The "3.0" Hydra boards are due from OSHPark shortly. Those boards are the prototype for the "standalone" variant - that is, a straight-up double-head EVSE (trading the inlet handling circuitry for a GFI and an RTC).
I've done some more thinking about other directions to go.
Chris (the guy at the center of OpenEVSE) is planning a variant of the OpenEVSE board designed to work with contactors instead of 12 volt relays. He also has a very nice custom designed chassis for the OpenEVSE v2 board. He has been adamant that the separate i2c backpack display is more flexible than mounting the display directly on the board. So far, I've done it my way because I've used clear-top cases. That has the advantage of letting you see all the wiring. It also has the disadvantage of, well, showing all of the wiring.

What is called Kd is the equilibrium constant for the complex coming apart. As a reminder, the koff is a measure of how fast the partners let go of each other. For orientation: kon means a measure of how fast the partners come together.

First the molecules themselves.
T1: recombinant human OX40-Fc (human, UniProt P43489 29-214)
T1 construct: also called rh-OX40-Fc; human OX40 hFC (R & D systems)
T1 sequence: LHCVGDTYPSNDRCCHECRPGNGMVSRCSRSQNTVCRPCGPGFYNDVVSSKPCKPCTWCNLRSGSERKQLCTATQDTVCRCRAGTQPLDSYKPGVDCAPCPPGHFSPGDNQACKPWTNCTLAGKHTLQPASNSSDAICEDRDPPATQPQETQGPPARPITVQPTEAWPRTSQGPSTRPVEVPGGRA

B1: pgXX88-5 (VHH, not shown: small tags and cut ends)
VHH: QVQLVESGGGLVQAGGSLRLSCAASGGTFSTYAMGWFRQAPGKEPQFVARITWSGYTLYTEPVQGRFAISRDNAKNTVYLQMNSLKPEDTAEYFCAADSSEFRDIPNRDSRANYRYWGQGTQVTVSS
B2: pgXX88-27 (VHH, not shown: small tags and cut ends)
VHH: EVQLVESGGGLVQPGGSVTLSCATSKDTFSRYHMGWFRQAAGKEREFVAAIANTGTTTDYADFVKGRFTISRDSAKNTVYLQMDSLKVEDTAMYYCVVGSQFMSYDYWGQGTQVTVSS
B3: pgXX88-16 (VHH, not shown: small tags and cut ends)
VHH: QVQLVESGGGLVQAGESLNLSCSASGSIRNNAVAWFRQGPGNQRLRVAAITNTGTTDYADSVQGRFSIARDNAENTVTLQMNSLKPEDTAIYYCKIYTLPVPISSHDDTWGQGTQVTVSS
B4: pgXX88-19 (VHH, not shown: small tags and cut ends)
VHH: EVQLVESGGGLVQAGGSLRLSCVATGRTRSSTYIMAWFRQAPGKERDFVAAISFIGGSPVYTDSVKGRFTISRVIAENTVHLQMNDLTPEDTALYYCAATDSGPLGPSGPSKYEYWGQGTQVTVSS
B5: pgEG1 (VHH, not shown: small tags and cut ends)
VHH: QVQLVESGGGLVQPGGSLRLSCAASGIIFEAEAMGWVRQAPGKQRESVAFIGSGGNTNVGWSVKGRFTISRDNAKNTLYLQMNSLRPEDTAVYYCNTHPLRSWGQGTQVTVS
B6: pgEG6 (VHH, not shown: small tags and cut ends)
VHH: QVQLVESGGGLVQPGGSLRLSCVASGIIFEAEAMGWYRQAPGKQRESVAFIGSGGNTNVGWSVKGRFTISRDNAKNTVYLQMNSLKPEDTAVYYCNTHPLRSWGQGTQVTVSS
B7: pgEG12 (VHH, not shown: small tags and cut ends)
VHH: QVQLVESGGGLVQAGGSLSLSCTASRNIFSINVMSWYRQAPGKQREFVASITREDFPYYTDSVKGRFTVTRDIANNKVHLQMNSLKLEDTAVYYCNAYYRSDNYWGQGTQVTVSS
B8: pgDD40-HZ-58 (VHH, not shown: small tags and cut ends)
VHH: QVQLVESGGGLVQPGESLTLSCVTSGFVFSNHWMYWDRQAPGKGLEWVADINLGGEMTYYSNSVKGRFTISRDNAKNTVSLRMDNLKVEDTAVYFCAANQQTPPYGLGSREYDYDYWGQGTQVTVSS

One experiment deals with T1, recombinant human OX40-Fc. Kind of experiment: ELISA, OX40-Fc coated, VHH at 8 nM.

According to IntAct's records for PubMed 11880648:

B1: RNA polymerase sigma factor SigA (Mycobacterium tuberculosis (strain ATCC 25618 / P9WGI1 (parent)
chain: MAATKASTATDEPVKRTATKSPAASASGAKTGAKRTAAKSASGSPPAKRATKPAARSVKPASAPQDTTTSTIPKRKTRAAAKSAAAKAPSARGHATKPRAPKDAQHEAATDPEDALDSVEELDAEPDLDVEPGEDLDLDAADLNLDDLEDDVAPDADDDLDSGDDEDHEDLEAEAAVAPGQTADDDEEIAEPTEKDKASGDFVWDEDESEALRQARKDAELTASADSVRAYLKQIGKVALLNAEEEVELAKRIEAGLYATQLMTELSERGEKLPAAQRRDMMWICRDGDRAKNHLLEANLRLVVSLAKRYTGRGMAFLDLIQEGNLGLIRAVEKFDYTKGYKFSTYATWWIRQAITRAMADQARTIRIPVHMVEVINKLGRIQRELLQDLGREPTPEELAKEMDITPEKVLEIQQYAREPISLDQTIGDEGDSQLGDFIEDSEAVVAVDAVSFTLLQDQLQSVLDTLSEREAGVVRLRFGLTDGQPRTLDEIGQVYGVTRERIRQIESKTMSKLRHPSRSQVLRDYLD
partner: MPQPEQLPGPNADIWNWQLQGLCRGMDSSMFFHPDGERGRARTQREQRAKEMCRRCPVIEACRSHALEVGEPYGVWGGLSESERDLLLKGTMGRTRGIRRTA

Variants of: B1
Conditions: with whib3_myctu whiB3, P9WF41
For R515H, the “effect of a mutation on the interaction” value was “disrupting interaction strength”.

I've sort of had as a point of pride the fact that there are no dangerous voltage levels on the Hydra boards. But if I want, like Chris, to embed contactor drivers on the board, then that's going to have to change.
If I move the display back off the board and re-arrange things, I could make a Hydra board that had an AC input terminal and two contactor terminals segregated in an AC power section of the board. The space given over to the display could instead go to an AC-DC converter to give 3 watts of 5 volt power. A 5v->+/-12 DC-DC module would supply the pilot generator and there would be plenty left for an off-board i2c RGB backpack display and menu/select switch.
I'm not entirely sure I'm going to do this, though. For one, I don't personally have a need for more than 30A of L2, so I don't need contactors (though I know others would). Also, it feels a little like stealing Chris' thunder, though he doesn't currently have a double-headed product. I also have quite a few irons in the fire at the moment, and need to finish some projects before starting on another.
I'd be curious what others think. But then, I'd also love to have lots more people build Hydras.